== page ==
Nightmares from the Deep 3: Davy Jones is the conclusion of the Nightmares of the Deep series, with the stakes being raised to new heights, and Davy Jones sinking to new depths in terms of how far he will go to get what we he wants. While it doesn’t go as many places as previous entries, it is the best looking game to date, as well as the best playing, introducing variety at every turn, and adding in extra things to find along the way.
The story this time is when Davy Jones attacks the museum (once again) and your daughter is kidnapped (again), but this time so are you. Your daughter sacrifices herself and signs a pact with Davy Jones that is ironclad. You learn that Davy Jones has signed many pacts over the centuries, and none of them have been able to be broken or even fulfilled because it involves resurrecting Davy Jones’ daughter, who is a roaming ghost. There’s a bit more sentimentality and focus on family this time around.
Nightmares from the Deep 3: Davy Jones doesn’t surprise in terms of how you’ll play. It’s still about finding hidden objects, moving objects out of a way, and solving various puzzles. However, the intro suggests maybe a unique approach: having you scrounge to escape Davy Jones’ ship’s brig. Some of the game’s best and innovative ideas are in the early parts of the game. Along the way you’ll find interesting people like skeletons, witches, and even humans like an alchemist who are willing to help you along the way.
The puzzles are varied and more exotic this time. Of course there’s more slide and tile puzzles. The more difficult ones are the alignment ones. These puzzles repeat, but all can be solved logically. With puzzles, there is an option to skip them so you can move on, but they can all be solved with relative ease. You’ll be given a couple of maps to help guide you (depending on difficulty), and will again be able to use it to jump between points is again useful and makes a necessary return.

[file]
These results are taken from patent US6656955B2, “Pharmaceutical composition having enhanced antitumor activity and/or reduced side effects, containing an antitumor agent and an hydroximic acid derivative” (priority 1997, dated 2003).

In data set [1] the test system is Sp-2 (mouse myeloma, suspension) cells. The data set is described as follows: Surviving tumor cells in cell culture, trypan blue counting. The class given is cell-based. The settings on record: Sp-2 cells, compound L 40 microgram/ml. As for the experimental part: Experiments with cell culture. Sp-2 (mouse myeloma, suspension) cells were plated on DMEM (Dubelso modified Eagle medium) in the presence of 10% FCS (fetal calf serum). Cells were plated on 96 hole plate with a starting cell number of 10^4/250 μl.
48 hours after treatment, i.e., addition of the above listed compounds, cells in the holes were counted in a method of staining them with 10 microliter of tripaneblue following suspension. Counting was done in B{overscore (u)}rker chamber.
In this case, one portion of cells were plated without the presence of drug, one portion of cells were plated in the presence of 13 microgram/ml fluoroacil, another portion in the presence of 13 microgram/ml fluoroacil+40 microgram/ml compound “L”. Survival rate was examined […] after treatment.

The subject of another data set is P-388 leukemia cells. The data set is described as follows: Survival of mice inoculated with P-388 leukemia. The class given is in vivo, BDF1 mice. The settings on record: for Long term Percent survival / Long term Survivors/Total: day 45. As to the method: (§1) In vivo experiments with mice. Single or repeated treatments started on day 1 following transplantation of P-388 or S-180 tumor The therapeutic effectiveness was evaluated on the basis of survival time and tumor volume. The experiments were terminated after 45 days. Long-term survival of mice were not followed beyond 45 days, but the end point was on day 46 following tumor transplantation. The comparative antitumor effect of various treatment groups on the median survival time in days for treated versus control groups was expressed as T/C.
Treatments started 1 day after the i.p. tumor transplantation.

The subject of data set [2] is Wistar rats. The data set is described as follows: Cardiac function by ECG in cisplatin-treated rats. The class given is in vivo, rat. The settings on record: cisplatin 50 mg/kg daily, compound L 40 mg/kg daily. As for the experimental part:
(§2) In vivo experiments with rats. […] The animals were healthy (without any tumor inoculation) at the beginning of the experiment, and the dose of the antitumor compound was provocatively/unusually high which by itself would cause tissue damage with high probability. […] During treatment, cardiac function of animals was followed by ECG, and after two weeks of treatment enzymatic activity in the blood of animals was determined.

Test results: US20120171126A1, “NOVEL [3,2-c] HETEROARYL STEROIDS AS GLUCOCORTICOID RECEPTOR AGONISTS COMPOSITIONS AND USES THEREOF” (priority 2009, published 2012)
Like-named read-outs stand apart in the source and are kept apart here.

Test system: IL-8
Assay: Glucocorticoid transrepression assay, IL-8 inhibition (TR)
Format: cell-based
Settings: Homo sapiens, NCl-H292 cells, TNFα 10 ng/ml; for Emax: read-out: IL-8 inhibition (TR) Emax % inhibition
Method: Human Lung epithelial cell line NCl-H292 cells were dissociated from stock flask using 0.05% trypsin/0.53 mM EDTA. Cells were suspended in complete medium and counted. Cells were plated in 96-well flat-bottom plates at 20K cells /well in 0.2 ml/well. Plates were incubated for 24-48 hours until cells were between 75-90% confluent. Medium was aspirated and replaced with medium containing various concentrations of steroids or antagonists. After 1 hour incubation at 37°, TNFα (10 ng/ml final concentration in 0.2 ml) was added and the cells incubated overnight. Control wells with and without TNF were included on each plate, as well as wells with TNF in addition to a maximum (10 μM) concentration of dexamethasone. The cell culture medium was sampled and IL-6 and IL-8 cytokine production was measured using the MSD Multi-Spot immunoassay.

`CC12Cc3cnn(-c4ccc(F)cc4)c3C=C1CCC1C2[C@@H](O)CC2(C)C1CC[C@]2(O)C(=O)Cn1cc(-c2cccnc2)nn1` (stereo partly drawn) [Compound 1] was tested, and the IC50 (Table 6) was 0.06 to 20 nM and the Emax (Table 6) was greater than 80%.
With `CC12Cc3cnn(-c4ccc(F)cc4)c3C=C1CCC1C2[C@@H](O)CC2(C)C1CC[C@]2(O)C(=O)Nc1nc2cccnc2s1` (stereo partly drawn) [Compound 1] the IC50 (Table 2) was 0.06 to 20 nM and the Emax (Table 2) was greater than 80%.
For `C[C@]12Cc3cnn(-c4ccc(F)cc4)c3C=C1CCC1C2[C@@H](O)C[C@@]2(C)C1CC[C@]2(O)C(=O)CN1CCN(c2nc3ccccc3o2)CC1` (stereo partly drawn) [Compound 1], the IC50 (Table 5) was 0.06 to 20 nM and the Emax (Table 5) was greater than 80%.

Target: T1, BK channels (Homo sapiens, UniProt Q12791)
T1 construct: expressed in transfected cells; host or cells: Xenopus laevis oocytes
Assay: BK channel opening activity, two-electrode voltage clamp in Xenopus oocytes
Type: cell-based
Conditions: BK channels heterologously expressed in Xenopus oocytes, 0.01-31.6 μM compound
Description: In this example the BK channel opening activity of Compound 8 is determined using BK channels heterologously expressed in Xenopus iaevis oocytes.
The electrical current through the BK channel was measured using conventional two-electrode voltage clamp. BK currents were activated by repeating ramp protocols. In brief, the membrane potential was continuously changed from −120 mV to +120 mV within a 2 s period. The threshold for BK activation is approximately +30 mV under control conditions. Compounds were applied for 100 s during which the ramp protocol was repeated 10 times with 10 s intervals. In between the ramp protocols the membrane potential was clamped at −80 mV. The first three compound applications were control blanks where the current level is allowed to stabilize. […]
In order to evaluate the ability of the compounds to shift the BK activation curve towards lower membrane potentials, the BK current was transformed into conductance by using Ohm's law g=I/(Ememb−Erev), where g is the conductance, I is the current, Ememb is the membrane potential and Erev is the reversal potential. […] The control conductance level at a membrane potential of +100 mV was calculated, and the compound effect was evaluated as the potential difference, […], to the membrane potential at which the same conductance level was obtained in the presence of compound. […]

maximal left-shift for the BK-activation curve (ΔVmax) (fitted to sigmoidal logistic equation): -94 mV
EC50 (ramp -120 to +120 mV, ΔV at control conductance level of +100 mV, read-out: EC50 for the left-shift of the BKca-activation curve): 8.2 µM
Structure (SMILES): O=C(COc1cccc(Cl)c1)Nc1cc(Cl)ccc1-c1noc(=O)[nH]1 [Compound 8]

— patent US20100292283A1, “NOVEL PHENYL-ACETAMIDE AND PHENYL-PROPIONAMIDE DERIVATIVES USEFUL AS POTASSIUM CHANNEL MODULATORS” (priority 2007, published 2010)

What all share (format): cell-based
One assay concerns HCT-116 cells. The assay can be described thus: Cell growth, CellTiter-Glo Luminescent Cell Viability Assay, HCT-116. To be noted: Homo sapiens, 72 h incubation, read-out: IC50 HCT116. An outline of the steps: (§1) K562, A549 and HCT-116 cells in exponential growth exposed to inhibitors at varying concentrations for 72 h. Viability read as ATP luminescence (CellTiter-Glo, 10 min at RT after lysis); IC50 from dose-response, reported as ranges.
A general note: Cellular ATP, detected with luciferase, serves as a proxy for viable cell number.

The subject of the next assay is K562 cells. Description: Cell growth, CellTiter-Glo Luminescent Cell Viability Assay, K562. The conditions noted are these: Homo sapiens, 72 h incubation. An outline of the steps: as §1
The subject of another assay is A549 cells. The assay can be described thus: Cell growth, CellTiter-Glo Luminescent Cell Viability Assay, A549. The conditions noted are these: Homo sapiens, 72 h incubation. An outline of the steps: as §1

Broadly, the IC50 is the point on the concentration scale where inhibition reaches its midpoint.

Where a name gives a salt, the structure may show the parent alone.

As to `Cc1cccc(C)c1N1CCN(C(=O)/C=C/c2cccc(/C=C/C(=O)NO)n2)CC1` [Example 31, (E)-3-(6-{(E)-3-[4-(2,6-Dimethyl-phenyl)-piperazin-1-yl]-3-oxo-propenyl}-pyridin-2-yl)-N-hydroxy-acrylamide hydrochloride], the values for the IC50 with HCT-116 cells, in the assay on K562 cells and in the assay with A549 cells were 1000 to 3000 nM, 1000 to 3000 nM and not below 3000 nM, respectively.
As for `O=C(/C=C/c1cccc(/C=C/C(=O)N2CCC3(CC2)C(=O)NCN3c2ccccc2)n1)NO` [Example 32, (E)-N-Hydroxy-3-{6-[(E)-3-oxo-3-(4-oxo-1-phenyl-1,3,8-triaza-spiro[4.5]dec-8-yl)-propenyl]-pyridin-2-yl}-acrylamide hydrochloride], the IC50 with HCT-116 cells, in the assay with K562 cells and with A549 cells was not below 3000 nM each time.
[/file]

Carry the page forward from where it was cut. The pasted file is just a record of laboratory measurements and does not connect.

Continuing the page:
New to the game are collectibles, now finding puzzle pieces, seahorses, and pirate cards. These collectibles exist out of puzzles and hidden objects, so you never get them confused. They add another layer of just spending more time in the game and soaking in its beautiful artwork.
Again, with this game releasing in 2014, character and cutscene video improvements are made, and look as good as ever. Sarah Black is a strong female lead, and has been through the series, but here she shines. Her voicework isn’t the bet, but you can tell Sarah Black has been through a lot, and is very resilient and willing to risk life and limb for her family and to secure her own saf
Nightmares from the Deep 3: Davy Jones is longer than Nightmares from the Deep 2: The Siren’s Call, coming in at around 5 hours. Each Artifex Mundi game on Steam includes the Collector’s Edition content, which after completing the main campaign, unlocks extras like wallpapers, hidden object scenes, and the bonus chapter. As has been the case in the previous games, the bonus chapter is what wraps everything up in a neat bow. You again do more hidden object finding and puzzle solving, but done so well and adds another hour or so to the game. It all feels finite this time.
It’s a bit bummer to see this series end, it’s been punctuated by a definitive ending, but yet there seems like there could be more to tell. The visuals alone provide dark and moody atmosphere that is unlike any other game, but while Nightmares from the Deep 3: Davy Jones is the best yet, all of them have been fun to play and rewarding on their own. You shouldn’t play Nightmares from the Deep 3: Davy Jones without playing the others first. They are worth it.
A Steam code for the game was provided by the publisher for review purposes.